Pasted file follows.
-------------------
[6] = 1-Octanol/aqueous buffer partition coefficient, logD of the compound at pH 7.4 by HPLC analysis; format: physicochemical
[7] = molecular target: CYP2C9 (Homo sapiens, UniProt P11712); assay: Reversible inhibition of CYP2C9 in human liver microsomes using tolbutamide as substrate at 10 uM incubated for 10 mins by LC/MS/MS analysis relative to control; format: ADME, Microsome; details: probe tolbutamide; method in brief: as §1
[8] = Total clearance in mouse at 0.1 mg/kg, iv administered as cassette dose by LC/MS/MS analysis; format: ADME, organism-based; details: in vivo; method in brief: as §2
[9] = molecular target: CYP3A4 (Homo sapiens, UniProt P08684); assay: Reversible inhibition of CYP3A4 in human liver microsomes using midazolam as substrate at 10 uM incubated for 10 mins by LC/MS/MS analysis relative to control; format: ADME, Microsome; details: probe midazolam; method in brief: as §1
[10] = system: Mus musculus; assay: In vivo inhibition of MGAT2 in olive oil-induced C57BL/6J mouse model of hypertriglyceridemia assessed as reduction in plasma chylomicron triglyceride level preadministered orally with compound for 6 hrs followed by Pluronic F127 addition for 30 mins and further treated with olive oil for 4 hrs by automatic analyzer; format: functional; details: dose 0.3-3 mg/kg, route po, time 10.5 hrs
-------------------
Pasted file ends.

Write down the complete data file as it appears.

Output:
[6] = 1-Octanol/aqueous buffer partition coefficient, logD of the compound at pH 7.4 by HPLC analysis; format: physicochemical
[7] = molecular target: CYP2C9 (Homo sapiens, UniProt P11712); assay: Reversible inhibition of CYP2C9 in human liver microsomes using tolbutamide as substrate at 10 uM incubated for 10 mins by LC/MS/MS analysis relative to control; format: ADME, Microsome; details: probe tolbutamide; method in brief: as §1
[8] = Total clearance in mouse at 0.1 mg/kg, iv administered as cassette dose by LC/MS/MS analysis; format: ADME, organism-based; details: in vivo; method in brief: as §2
[9] = molecular target: CYP3A4 (Homo sapiens, UniProt P08684); assay: Reversible inhibition of CYP3A4 in human liver microsomes using midazolam as substrate at 10 uM incubated for 10 mins by LC/MS/MS analysis relative to control; format: ADME, Microsome; details: probe midazolam; method in brief: as §1
[10] = system: Mus musculus; assay: In vivo inhibition of MGAT2 in olive oil-induced C57BL/6J mouse model of hypertriglyceridemia assessed as reduction in plasma chylomicron triglyceride level preadministered orally with compound for 6 hrs followed by Pluronic F127 addition for 30 mins and further treated with olive oil for 4 hrs by automatic analyzer; format: functional; details: dose 0.3-3 mg/kg, route po, time 10.5 hrs